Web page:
Brandon Biederman, Tampa:
We have tried to involve some of the students at USF in my campaign through Phyllis Marshall, getting involved in Young Republicans and activities like that on campus. It gets them involved in the process. I also think getting involved in some of the civic groups that are on campus creates an awareness about public issues. The Circle K group at USF is very involved with Joshua House. Because those students are so concerned about social problems, it's a natural carry-over to get involved in the political process.
Michelle Patty, Tampa:
Under the sunshine law, you're not allowed to lobby. But I think one of the things maybe we should look at is consolidating the Tampa Police Department and the sheriff's department. There can be some economies of scale. That type of venture would be a natural.
Connie Burton, Tampa:
I think we need to have more vocational training, create better skills, bring job training into the communities, develop skills there, have the vocational skills come into the communities.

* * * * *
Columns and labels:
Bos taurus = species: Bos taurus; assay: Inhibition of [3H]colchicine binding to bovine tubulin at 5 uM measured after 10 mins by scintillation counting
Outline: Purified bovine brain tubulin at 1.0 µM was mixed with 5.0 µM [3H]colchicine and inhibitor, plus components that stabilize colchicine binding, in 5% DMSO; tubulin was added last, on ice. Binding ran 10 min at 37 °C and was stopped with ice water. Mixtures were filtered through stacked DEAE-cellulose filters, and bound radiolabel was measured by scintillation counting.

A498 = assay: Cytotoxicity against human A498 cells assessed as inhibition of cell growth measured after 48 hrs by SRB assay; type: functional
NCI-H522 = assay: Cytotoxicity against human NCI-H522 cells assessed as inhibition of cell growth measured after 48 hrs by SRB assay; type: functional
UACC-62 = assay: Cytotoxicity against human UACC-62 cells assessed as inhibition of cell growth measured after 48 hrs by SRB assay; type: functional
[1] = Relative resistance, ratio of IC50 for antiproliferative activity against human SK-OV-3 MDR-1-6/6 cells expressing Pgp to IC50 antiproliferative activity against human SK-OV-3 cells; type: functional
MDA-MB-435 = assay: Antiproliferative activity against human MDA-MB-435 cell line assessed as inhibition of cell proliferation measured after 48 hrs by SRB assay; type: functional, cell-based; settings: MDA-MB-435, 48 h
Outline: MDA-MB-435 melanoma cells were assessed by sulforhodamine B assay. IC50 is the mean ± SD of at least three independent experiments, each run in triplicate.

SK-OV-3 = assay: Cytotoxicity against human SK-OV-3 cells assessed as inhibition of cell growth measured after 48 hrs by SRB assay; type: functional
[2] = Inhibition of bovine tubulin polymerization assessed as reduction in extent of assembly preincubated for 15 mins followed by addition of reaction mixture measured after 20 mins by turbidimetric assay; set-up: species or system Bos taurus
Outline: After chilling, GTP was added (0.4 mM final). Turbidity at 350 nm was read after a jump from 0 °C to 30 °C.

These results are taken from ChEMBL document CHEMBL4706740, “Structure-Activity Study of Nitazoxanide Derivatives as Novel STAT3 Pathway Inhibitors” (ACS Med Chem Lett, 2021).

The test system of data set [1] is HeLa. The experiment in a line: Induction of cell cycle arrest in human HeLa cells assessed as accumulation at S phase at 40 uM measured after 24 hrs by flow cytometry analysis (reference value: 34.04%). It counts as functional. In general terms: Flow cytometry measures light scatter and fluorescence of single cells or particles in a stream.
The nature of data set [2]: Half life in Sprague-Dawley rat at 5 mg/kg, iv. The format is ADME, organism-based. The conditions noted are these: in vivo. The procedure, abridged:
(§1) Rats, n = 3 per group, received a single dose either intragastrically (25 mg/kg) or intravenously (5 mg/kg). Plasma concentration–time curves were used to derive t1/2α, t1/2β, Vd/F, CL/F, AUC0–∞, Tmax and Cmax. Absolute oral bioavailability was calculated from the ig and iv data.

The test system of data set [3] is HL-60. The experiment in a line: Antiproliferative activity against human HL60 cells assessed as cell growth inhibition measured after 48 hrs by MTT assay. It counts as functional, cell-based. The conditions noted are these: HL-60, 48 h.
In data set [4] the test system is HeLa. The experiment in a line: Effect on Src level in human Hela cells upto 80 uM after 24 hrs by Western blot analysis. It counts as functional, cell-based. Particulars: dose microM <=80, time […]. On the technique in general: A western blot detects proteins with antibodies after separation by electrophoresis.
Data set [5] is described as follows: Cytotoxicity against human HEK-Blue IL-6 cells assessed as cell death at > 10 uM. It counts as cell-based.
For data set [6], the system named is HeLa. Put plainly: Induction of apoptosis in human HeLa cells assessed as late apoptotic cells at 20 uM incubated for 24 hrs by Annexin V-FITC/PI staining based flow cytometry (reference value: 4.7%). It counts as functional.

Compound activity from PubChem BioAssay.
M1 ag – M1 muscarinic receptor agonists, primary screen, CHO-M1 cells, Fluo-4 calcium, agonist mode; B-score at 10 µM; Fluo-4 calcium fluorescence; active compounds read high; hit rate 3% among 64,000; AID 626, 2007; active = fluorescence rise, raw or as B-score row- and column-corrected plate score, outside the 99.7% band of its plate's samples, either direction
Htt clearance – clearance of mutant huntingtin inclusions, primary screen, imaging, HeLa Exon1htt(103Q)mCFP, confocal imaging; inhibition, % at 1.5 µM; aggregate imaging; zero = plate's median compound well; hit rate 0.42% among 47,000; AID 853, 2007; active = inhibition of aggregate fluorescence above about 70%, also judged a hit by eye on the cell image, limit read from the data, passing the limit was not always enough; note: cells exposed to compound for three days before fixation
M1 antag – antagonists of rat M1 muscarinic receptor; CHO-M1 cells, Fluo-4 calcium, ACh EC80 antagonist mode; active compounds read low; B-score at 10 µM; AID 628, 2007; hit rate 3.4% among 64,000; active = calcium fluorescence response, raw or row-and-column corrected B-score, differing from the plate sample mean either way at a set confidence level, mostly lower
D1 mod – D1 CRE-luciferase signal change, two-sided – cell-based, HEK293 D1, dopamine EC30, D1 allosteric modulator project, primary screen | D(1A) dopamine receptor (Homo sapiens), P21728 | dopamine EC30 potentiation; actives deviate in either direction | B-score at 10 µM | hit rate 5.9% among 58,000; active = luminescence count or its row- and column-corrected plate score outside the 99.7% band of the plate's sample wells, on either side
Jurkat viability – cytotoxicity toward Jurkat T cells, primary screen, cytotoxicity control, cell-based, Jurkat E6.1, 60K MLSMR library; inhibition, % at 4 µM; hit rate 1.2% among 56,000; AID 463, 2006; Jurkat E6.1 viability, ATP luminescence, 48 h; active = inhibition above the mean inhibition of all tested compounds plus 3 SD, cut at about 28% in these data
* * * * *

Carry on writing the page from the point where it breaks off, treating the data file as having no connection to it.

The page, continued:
Carol Beers, Tampa:
I think the neighborhood watch programs are an excellent way. I was also burglarized one time, and I got a burglar alarm system after I was burglarized. I feel very safe in my neighborhood even though we've had some burglaries there. Getting to know your neighbors is important. There was a time when neighbors looked out for each other. We need to get back to more community-based relationships. The neighborhood watch had a (National Night Out). You shouldn't do that once a year, we should do it on a continuing basis. When I moved into my present home, we had a cookout to which we invited the neighbors. That breaks down that natural barrier everybody has.
Harriet Vayles, Lutz:
You really need to create a lot of noise and contact your county commissioner. Press the issue. Don't let it drop. Put a lot of pressure on it. You contact your commissioner and your commissioner can put pressure on wherever it should be. That should be a community effort that puts pressure on. Whenever a community gets excited about something, it is able to see results. If I lived in a neighborhood that was having these problems, I would get some neighbors together and go down to the County Commission and be at the sheriff's department, whatever it takes.
I do own a gun. I have a concealed weapon permit. We need to keep the guns out the hands of criminals and children. I don't think that adults should be denied access to guns.